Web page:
When I decided to publish something that began life as a more academic article on my blog, I had no idea what the results might be. I simply knew that I wanted to do something with what had been sitting on my hard drive as a “back burner” project for several years for which I hadn’t found a publication venue that seemed appropriate. Little did I know that what I thought was a fairly esoteric project would turn out to be far and away the most widely-circulated thing I’ve ever written–and that includes my book.
Shortly after I published the first installment of my series on John Eldredge, I mentioned it on the facbook page for Christians for Biblical Equality, since I thought folks there might be interested, and there was a moderate but satisfying spike in page views. More recently, after the whole thing had been published, a blogger over at Slacktivist, one of the Patheos blogs, linked to the series, and things really spiked, with page views pushing a thousand just that first day (and they’ve continued at a lesser, but steady, rate ever since). Now, the rate of view I’m getting is certainly small potatoes compared to more mainstream blogs, but, for an obscure medievalist who likes to talk about things like obscure medieval Latin chronicles and medieval letters to the Pope, the readers of that blog series constitute the largest audience anything I’ve written has ever reached.
What’s also astonishing to me is the geographic breadth of where the views are coming from: WordPress allows one to see the countries from which views originate, and while the majority have been from the US, there have been a surprising number of views from the UK, Canada, and Austrailia, as well as views from Spain, Ireland, the Czech Republic, and even a few from the Republic of Korea. It’s hard to know exactly what’s generating these statistics, but assuming that at least a lot of them represent actual people viewing the blog pages, I’m surprised, first, by the breadth of recogniction of John Eldredge’s ideas. I’d thought of Wild at Heart as a phenomenon that existed primarily inside contemporary American Evangelicalsm, and not something that had any real global reach. Perhaps I was wrong? And what would that mean? What made a critique of what I thought was a book only popular within a limited American subculture interesting, apparently, to so many across the pond? (If you are someone not from the US who read any of those posts, I would really love to get some comments from you about how you found the article and why it interested you!).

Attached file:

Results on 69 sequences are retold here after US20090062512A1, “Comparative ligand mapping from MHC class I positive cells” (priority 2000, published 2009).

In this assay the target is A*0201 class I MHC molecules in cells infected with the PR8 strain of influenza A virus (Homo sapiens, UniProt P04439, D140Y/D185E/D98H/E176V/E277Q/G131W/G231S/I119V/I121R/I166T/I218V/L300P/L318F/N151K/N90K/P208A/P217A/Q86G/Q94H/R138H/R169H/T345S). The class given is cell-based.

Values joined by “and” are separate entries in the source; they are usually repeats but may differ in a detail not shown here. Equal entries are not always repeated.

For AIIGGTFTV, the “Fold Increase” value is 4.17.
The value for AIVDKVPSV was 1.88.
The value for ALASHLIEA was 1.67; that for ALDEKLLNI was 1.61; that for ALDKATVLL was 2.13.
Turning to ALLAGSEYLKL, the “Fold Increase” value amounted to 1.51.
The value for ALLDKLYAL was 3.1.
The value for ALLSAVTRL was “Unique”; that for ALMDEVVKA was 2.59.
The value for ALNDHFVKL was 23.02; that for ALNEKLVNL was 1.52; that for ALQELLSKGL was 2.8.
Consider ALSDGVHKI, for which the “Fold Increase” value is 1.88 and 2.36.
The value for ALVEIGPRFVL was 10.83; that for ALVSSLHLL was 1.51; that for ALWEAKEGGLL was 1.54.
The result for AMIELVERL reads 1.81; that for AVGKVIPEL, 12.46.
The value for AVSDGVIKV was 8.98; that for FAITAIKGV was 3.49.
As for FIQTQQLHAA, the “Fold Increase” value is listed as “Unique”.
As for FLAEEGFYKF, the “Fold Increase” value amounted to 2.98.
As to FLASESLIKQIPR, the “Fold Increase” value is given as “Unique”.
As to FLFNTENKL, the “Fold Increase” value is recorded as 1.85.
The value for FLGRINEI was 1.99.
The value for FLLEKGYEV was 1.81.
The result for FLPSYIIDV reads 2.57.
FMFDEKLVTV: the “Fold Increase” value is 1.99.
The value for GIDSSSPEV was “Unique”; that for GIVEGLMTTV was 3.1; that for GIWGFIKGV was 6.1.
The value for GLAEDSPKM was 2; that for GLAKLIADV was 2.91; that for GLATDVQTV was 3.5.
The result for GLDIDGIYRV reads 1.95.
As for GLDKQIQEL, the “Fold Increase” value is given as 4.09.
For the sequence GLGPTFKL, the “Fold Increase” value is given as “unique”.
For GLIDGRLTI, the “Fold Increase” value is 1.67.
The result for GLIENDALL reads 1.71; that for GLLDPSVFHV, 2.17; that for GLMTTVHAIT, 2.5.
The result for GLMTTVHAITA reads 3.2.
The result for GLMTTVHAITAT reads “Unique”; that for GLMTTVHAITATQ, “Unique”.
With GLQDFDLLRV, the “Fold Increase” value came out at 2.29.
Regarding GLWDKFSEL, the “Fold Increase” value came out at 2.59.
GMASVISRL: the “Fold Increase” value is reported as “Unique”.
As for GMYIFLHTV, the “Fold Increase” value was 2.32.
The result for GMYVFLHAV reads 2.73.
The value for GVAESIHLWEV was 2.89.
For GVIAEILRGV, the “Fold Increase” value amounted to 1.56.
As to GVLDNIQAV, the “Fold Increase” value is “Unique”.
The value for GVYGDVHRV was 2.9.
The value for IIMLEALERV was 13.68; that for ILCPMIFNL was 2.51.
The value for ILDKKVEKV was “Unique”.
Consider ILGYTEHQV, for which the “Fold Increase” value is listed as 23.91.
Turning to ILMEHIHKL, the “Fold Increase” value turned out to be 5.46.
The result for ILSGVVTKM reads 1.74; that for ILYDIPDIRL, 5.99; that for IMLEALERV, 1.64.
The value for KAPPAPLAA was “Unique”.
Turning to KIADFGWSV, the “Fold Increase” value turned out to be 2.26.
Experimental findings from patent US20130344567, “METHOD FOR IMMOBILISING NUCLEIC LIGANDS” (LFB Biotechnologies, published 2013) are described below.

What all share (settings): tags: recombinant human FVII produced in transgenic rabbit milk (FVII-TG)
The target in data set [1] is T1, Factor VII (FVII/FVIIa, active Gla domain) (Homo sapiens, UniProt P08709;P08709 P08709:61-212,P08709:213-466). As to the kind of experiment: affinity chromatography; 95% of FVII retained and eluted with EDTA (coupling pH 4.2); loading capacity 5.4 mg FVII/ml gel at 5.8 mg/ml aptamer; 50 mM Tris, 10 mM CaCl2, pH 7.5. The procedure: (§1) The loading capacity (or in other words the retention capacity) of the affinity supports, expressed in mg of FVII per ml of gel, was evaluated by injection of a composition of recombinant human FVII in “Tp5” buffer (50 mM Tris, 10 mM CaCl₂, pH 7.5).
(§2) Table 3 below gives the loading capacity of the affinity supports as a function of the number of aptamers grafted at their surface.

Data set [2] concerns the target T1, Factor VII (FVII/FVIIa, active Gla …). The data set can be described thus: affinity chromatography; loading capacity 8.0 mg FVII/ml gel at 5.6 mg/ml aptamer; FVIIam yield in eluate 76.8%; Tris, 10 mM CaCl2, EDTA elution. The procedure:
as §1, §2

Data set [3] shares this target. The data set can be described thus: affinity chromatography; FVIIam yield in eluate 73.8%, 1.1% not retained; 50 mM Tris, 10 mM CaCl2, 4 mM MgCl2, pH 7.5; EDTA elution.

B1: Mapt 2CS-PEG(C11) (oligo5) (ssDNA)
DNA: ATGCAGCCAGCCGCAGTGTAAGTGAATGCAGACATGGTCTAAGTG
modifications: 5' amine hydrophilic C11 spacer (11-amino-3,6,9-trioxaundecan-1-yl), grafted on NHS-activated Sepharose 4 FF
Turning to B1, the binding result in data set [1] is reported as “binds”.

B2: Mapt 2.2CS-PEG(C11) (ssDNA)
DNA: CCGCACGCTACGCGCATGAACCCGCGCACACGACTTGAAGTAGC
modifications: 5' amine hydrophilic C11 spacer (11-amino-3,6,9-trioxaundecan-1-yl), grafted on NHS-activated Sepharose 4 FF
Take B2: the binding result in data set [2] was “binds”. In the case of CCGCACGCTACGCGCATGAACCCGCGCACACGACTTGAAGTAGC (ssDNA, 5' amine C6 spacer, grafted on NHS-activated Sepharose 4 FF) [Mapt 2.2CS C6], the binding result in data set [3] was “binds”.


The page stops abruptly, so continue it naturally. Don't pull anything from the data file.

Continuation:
I had also wondered, before publishing the piece here, whether the whole Wild At Heart phenomenon within American Evangelicalism was more or less passe. The book, after all, has been around since 2001, and it wouldn’t be the first evangelical “pop culture” fad to sweep through various American mainstream protestant churches only to seem hopelessly dated even to its former participants a few years later (Promise Keepers, anyone?). The American interest in the article certainly suggests that it’s still a pretty pervasive phenomenon even nearly fifteen years out.
Responses and comments have also been interestingly varied. One commenter seemed angered by the mere idea that one might critique Eldredge at all ( which I found very strange: why would one who supposedly values WIlliam Wallace’s manly propensity to “pick a fight” be so sensitive to some relatively gentle critical analysis?). Others seemed quite interested in the way Eldredge’s ideas feed into the even larger (and more dangerous) phenomenon of patriarchy and even domestic violence in the American evangelical community. A colleague of mine even stopped by my office the other day, wondering if I might contribute a chapter to an anthology he’s thinking of editing on the subject of religion and domestic violence (game on, Andy!). One astute commenter on Patheos also, quite rightly, took me to task on inadvertently falling into some of the same language of “soft patriarchy” I was trying to counteract, noting that, “In his post Interlude: Why I Actually Respect John Eldredge, Bruce talks about feeling “out of place” due to “nice guy expectations” and then goes on to argue for “the necessity of taking risks, of having a genuine sense of purpose, and of pushing beyond the merely acceptable in order to become more genuine.” But Bruce never mentions that the need for risk, genuineness, and a sense of purpose is not just a male need.” Well said, sir–I quite agree on all counts, and stand corrected.
Most interesting to me is the idea that there seems to be an audience for more broad reflection, perhaps paralleling the recent discussion on Jeffrey Cohen’s blog on race, diversity, and medievalism, on the ways in which medievalism plays into what, at least according to Washington Post columnist Michelle Boorstein is a coming “showdown over gender roles” among American evangelicals. Others like Helen Young (whose article is linked above) have usefully begun to examine the role of images of the Middle Ages as a sort of mark of authenticity in a number of racist and sexist discourses. The idea of the Middle Ages as a time of greater authenticity, a time when “men were men,” seems a common trope for those who, among other things, wish to legitimize their own racist ideas by imagining a more racially “pure” time (which of course was not the case in the Middle Ages at all). As Eldredge’s book shows, too, not to mention the recently uncovered misogynistic rants of the now-fallen Mars Hill megachurch pastor Mark Driscoll, who signed those rants about the “pussification” of evangelical men under the pseudonym “William Wallace II,” the deployments of the Middle Ages within evangelicalism in ways meant to legitimize a strong and possibly violent patricarchal ideology are most certainly worth more study.